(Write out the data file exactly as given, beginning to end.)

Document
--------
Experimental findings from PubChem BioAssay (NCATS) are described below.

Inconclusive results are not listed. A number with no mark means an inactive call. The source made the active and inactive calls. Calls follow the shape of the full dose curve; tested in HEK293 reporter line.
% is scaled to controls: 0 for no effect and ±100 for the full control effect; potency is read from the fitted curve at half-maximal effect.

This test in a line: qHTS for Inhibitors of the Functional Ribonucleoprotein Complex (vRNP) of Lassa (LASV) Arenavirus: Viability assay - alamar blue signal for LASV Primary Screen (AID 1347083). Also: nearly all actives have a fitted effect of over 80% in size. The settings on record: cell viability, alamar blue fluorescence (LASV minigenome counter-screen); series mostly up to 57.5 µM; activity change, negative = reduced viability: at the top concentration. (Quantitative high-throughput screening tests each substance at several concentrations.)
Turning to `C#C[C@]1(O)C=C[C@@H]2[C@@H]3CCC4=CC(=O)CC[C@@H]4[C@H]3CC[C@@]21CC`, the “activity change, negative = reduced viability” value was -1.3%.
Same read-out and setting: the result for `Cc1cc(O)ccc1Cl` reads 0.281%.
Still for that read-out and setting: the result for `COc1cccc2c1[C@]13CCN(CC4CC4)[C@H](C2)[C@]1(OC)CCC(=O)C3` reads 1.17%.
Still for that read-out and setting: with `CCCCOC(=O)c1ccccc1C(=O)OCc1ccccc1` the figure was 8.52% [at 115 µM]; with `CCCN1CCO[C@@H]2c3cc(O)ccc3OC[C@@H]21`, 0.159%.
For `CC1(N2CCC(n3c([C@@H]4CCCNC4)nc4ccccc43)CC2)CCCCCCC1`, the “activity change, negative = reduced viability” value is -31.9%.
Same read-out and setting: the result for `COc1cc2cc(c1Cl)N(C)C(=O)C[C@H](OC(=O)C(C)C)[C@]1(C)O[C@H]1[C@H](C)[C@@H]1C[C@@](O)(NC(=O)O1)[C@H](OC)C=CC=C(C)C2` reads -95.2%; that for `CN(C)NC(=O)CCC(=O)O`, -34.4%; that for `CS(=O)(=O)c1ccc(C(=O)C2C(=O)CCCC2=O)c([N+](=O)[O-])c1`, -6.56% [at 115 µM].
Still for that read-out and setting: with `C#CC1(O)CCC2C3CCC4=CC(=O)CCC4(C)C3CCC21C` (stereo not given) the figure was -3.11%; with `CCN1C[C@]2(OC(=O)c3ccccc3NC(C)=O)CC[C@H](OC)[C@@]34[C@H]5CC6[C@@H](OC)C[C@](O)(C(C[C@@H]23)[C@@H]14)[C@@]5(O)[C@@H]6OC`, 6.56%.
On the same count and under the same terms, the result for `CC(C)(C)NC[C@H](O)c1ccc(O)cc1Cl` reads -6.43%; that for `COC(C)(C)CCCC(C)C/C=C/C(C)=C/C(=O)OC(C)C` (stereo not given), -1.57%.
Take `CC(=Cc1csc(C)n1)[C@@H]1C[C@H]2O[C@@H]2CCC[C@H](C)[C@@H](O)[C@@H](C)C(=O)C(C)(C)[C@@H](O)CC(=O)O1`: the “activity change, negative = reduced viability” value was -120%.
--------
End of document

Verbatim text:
Experimental findings from PubChem BioAssay (NCATS) are described below.

Inconclusive results are not listed. A number with no mark means an inactive call. The source made the active and inactive calls. Calls follow the shape of the full dose curve; tested in HEK293 reporter line.
% is scaled to controls: 0 for no effect and ±100 for the full control effect; potency is read from the fitted curve at half-maximal effect.

This test in a line: qHTS for Inhibitors of the Functional Ribonucleoprotein Complex (vRNP) of Lassa (LASV) Arenavirus: Viability assay - alamar blue signal for LASV Primary Screen (AID 1347083). Also: nearly all actives have a fitted effect of over 80% in size. The settings on record: cell viability, alamar blue fluorescence (LASV minigenome counter-screen); series mostly up to 57.5 µM; activity change, negative = reduced viability: at the top concentration. (Quantitative high-throughput screening tests each substance at several concentrations.)
Turning to `C#C[C@]1(O)C=C[C@@H]2[C@@H]3CCC4=CC(=O)CC[C@@H]4[C@H]3CC[C@@]21CC`, the “activity change, negative = reduced viability” value was -1.3%.
Same read-out and setting: the result for `Cc1cc(O)ccc1Cl` reads 0.281%.
Still for that read-out and setting: the result for `COc1cccc2c1[C@]13CCN(CC4CC4)[C@H](C2)[C@]1(OC)CCC(=O)C3` reads 1.17%.
Still for that read-out and setting: with `CCCCOC(=O)c1ccccc1C(=O)OCc1ccccc1` the figure was 8.52% [at 115 µM]; with `CCCN1CCO[C@@H]2c3cc(O)ccc3OC[C@@H]21`, 0.159%.
For `CC1(N2CCC(n3c([C@@H]4CCCNC4)nc4ccccc43)CC2)CCCCCCC1`, the “activity change, negative = reduced viability” value is -31.9%.
Same read-out and setting: the result for `COc1cc2cc(c1Cl)N(C)C(=O)C[C@H](OC(=O)C(C)C)[C@]1(C)O[C@H]1[C@H](C)[C@@H]1C[C@@](O)(NC(=O)O1)[C@H](OC)C=CC=C(C)C2` reads -95.2%; that for `CN(C)NC(=O)CCC(=O)O`, -34.4%; that for `CS(=O)(=O)c1ccc(C(=O)C2C(=O)CCCC2=O)c([N+](=O)[O-])c1`, -6.56% [at 115 µM].
Still for that read-out and setting: with `C#CC1(O)CCC2C3CCC4=CC(=O)CCC4(C)C3CCC21C` (stereo not given) the figure was -3.11%; with `CCN1C[C@]2(OC(=O)c3ccccc3NC(C)=O)CC[C@H](OC)[C@@]34[C@H]5CC6[C@@H](OC)C[C@](O)(C(C[C@@H]23)[C@@H]14)[C@@]5(O)[C@@H]6OC`, 6.56%.
On the same count and under the same terms, the result for `CC(C)(C)NC[C@H](O)c1ccc(O)cc1Cl` reads -6.43%; that for `COC(C)(C)CCCC(C)C/C=C/C(C)=C/C(=O)OC(C)C` (stereo not given), -1.57%.
Take `CC(=Cc1csc(C)n1)[C@@H]1C[C@H]2O[C@@H]2CCC[C@H](C)[C@@H](O)[C@@H](C)C(=O)C(C)(C)[C@@H](O)CC(=O)O1`: the “activity change, negative = reduced viability” value was -120%.